–    CDF of the Smallest Values
f X ( x)
  5
k 3                                           x   k 
FX ( x)  1  exp         
u  0.1                                            w  
 
            
for x ≥ 

w ,  , k are distribution parameters

x
–    Moments of the Smallest Values

   1
 X    (u   ) 1  
   k    

        2           1 
 X  (u   )2  1    2 1   
2

       k         k    
1.5 Probability Foundations for Structural Reliability Theory …21

8. Poisson Distribution
–   Properties of Poisson Distribution
 It is a discrete probability distribution
 It can be used to calculate the PMF for the number of occurrence of a
particular event in a time or space interval (0, t)

–   Assumptions of Poisson Distribution
 The occurrence of events are independent of each other
 Two or more events cannot occur simultaneously

–   PMF of Poisson Distribution
( t) n  t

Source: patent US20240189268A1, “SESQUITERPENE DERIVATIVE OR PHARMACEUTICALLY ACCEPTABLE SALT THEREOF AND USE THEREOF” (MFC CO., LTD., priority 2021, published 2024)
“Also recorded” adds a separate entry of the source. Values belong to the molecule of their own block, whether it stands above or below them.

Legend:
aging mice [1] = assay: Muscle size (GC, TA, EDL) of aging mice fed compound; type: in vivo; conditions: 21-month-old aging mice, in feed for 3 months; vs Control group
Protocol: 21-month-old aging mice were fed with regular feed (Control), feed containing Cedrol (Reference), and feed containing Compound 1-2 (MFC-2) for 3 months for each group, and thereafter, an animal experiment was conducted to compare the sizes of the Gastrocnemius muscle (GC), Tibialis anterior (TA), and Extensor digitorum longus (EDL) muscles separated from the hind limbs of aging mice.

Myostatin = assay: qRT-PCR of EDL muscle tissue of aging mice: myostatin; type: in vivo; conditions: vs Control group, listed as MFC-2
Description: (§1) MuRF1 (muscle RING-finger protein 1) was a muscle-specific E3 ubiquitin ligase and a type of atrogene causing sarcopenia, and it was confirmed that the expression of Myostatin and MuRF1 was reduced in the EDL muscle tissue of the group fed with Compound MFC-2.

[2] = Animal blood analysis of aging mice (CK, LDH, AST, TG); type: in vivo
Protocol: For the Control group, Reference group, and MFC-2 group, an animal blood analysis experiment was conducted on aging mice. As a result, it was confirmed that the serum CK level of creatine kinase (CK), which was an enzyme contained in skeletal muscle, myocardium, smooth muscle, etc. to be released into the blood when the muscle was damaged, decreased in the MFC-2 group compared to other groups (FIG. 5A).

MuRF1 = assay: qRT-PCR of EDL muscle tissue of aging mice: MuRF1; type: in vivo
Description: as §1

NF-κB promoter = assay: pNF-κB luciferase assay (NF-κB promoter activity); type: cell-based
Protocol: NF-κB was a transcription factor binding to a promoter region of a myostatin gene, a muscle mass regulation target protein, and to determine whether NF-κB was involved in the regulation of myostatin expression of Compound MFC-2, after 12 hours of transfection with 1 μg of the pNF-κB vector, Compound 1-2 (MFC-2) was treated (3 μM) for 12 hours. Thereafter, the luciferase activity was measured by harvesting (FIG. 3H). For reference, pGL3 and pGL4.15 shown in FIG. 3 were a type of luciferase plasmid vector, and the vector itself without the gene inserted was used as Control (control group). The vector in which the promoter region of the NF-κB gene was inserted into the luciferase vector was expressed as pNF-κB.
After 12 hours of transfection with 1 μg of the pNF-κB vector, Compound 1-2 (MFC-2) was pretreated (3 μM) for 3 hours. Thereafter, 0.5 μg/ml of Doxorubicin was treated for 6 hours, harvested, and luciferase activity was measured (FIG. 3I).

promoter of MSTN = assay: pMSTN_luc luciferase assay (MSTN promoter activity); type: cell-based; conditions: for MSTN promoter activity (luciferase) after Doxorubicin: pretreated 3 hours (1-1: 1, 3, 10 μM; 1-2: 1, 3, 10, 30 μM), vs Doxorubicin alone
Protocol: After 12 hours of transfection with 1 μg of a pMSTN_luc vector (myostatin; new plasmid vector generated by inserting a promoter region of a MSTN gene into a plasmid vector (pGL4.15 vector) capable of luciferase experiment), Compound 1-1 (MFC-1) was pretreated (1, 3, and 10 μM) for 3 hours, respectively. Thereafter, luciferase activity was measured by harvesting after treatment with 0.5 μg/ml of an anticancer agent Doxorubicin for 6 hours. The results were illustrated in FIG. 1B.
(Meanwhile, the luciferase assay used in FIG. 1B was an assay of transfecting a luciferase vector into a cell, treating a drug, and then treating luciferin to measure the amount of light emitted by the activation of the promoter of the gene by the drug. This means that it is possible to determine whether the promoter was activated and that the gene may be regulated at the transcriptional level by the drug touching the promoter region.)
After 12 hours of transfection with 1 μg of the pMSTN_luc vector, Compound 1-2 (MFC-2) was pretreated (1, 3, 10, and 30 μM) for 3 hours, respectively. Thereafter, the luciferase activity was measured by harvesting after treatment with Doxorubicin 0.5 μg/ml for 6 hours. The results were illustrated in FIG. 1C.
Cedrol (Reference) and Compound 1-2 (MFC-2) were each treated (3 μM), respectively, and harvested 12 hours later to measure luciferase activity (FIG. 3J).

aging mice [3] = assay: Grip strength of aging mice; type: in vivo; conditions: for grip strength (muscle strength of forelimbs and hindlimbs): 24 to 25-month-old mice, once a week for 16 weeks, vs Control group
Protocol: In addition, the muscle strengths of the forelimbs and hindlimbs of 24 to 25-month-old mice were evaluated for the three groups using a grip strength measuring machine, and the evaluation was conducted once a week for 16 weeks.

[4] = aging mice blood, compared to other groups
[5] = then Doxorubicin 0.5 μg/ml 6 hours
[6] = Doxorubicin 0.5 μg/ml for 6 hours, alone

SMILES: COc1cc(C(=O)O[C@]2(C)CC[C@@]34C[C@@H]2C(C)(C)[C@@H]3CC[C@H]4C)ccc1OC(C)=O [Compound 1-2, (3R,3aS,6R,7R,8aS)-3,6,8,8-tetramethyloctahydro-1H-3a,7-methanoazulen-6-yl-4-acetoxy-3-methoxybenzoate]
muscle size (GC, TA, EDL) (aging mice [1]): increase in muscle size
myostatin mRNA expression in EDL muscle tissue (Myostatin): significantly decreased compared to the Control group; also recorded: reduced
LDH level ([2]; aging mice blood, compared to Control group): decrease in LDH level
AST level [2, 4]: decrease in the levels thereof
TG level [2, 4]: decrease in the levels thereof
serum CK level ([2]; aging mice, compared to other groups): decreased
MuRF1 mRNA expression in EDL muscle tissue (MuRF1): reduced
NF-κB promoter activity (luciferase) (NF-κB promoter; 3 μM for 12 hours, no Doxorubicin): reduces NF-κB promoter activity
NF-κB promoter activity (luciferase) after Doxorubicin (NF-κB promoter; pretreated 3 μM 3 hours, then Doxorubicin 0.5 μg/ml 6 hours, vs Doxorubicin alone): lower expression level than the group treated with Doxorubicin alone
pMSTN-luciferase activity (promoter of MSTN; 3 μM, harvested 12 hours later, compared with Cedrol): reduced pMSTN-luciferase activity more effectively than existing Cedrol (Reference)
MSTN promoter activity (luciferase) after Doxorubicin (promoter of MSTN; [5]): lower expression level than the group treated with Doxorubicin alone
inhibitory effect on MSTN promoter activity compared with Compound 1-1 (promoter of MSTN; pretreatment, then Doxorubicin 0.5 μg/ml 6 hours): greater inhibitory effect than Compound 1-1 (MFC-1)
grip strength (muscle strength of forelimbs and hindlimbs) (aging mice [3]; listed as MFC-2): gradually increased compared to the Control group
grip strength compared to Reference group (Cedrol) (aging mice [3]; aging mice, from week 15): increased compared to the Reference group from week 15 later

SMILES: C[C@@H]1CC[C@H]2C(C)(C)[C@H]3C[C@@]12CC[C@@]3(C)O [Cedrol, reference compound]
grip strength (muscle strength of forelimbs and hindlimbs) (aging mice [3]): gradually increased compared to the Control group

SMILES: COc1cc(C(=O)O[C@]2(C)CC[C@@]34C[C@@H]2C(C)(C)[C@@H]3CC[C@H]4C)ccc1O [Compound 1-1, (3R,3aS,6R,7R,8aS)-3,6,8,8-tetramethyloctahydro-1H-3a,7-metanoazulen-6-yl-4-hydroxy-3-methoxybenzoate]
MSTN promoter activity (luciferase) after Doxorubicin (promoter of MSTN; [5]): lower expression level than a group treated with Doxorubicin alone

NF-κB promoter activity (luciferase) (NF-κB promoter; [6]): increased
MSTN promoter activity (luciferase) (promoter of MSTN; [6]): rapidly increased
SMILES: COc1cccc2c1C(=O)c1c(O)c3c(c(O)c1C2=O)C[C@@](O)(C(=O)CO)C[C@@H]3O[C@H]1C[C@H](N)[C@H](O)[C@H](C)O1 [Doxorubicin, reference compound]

pN (n)  P( N  n in time t ) =        e       n  0,1, 2,   ,
n!
 N represents the number of occurrences of an event within a prescribed
time (or space) interval (0, t)
  represents the mean occurrence rate of the event which is usually
obtained from statistical data
1.5 Probability Foundations for Structural Reliability Theory …22

8. Poisson Distribution …
–   CDF of Poisson Distribution
n
( t) r  t
FN (n)  P ( N ≤ n in time t ) =           e
r 0 r !

–   Moments of Poisson Distribution
N   t        N   t

–   The Return Period of Poisson Distribution
1


–   The Annual Occurrence Probability of Poisson Distribution
( 1)0  1
P( N ≥ 1) = 1  P( N = 0)=1         e  1  e 
0!
1.5 Probability Foundations for Structural Reliability Theory …23

1.5.6 Random Vectors

1. Definition of Random Vectors
A random vector is defined as a vector (or set) of random variables
{X1, X 2 ,     , X n}

2. The Joint CDF and PDF of Random Vectors
–   The Joint Cumulative Distribution Function
FX1 X 2      Xn   ( x1 , x2 ,       , xn )  P( X 1 ≤ x1 , X 2 ≤ x2 ,        , X n ≤ xn )

–   The Joint Probability Distribution Function
 For   continuous RVs
 n F ( x1 , x2 , , xn )
f X1 X 2        ( x1 , x2 ,   , xn ) 
x1 xn
Xn

 For   discrete RVs
p X1 X 2    Xn    ( x1 , x2 ,       , xn )  P( X 1 = x1 , X 2 = x2 ,      , X n = xn )
1.5 Probability Foundations for Structural Reliability Theory …24

3. Marginal Density Function of Random Vectors